The sage instructor of the world, from the emi- . nence on which Providence had placed him, surveys mankind. Discontented with themselves and their present condition, he beholds them engaged in the pursuit of something that still flies before them. Pleasure, wealth, and power appear in their view, and solicit their attention. Grieved to see time misspent in quest of things perishable, and labour lost on that which either may not be obtained, or, when obtained, may disappoint in enjoyment all the hopes excited by expectation, he raises his voice, and wishes it to be heard to the ends of the earth. He calls men off from a fruitless chase after objects attained with difficulty, and possessed without satisfaction; he points out one adequate to all their efforts; one in the pursuit of which no time can be misspent, no labour can be lost; one which presents itself a fair mark, to be always hit by the quick eye and the steady hand; one that may be surely gained by genius and diligence, and, when gained, is prodoctive of pleasure, riches, and honour; pleasure which fadeth not away, riches which none can take from the happy possessor, and the honour which cometh from God only. Solomon found, if men were disposed to be contented with any thing, it was that with which they never should be contentedtheir ignorance.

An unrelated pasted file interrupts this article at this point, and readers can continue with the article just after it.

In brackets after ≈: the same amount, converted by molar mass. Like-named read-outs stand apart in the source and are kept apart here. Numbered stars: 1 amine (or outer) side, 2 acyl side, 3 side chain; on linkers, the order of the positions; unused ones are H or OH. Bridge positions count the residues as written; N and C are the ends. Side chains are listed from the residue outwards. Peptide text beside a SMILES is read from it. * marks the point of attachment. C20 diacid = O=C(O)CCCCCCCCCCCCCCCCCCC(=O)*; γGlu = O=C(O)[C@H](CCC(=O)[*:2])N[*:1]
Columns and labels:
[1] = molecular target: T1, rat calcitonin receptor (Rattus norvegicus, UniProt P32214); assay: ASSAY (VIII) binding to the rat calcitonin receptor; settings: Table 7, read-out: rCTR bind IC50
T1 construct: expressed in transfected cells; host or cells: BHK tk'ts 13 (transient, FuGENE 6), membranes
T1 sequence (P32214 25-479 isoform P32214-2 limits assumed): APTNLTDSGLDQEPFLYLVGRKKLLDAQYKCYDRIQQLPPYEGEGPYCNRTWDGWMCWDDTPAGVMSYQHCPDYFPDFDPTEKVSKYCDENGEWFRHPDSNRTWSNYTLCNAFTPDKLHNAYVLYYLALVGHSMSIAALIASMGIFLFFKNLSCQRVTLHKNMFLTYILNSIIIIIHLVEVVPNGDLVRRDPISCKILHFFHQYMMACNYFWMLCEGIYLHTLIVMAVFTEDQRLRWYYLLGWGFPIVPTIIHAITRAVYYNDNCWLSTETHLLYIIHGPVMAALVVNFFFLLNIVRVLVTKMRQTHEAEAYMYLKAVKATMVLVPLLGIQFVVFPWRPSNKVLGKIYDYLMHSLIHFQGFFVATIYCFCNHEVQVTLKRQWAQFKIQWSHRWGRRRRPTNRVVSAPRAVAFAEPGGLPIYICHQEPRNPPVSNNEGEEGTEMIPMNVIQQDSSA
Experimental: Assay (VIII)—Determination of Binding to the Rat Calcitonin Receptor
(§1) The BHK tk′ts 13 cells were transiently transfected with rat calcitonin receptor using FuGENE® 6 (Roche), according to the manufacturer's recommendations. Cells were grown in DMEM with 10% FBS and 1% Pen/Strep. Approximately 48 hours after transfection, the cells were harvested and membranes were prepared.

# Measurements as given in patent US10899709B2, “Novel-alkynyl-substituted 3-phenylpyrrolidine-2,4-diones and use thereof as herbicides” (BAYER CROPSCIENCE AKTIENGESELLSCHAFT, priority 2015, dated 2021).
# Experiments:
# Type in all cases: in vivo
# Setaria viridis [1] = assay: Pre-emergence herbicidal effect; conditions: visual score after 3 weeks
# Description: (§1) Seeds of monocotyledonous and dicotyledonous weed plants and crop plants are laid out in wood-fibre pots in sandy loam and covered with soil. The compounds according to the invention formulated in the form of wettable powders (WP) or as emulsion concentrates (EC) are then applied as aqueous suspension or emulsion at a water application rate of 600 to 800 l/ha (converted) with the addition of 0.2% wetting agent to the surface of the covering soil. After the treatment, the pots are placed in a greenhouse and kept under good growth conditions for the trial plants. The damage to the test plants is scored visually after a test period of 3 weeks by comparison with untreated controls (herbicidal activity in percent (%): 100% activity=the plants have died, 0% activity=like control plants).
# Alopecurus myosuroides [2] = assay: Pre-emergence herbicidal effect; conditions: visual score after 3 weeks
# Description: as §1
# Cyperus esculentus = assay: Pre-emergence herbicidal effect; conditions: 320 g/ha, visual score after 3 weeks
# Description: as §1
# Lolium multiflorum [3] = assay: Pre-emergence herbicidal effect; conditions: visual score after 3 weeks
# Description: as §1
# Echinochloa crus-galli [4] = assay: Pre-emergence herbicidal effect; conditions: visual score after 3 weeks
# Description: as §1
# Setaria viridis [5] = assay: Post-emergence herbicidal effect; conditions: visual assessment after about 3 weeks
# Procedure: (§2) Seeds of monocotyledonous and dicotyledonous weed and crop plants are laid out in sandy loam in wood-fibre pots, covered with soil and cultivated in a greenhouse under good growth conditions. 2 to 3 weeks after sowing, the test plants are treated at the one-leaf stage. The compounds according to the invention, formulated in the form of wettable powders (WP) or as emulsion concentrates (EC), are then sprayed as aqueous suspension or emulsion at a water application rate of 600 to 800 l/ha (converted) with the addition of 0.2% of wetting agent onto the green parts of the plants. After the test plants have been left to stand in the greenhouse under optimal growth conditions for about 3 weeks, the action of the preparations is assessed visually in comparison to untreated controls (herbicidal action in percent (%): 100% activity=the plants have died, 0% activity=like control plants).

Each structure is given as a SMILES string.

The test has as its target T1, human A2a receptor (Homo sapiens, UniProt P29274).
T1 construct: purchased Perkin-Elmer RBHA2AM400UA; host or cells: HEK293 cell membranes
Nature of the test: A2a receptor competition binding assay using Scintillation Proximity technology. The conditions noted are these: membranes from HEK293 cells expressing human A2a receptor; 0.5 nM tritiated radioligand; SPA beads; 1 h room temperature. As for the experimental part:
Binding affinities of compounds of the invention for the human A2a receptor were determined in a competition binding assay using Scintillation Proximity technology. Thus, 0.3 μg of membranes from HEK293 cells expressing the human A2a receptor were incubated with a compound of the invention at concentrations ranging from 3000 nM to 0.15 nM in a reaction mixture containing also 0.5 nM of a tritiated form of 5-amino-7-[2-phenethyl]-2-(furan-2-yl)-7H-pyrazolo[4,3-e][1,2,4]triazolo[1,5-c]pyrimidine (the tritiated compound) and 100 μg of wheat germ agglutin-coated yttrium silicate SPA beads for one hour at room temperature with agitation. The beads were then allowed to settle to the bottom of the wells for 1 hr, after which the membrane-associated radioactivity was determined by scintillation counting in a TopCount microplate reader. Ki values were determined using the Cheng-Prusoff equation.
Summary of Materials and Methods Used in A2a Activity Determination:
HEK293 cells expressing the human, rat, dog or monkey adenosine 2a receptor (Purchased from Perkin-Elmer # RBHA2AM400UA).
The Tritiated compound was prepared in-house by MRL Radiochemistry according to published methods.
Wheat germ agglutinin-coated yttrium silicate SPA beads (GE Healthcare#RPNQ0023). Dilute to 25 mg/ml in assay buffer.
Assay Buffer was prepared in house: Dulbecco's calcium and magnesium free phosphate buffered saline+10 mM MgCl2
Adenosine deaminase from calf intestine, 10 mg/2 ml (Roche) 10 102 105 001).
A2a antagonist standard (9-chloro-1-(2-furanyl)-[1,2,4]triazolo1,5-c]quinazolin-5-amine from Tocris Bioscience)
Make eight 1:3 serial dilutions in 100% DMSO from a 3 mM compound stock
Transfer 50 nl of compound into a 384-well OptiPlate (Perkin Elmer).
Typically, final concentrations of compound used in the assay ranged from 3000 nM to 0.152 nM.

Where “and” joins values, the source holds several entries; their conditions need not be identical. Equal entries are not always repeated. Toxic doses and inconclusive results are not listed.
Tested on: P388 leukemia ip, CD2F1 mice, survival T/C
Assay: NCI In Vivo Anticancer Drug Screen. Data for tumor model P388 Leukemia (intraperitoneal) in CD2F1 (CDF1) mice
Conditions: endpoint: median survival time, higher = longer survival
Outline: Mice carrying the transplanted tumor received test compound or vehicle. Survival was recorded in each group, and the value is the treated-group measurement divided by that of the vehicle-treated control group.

Ile exhorts them to LEARN. “ Wisdoin is the principal thing; therefore get wis“ dom : and, with all thy getting, get understand
The subject will best be laid before you, in its several branches, by considering what it is we are enjoined to acquire, how we are to acquire it, and Why we are to acquire it.
First, then, we will consider the nature of that which we are so earnestly enjoined to acquire.
It would be tedious, and it is needless, critically to discuss the signification, and nicely to trace the shades, which discriminate the meaning of the different words employed in the book of Proverbs; such as, “ wisdom, understanding, knowledge, prudence, “ discretion," and the rest. They seem often to be used promiscuously. So far, at least, as relates to our present purpose, and the institution which is the occasion of our assembling at this time, they may certainly be regarded as terms nearly synonymous, and intended to convey the idea now generally expressed by the word LEARNING. The wisdoin of Solomon, we know, extended itself on every side; it was conversant in matters physical and theological, natural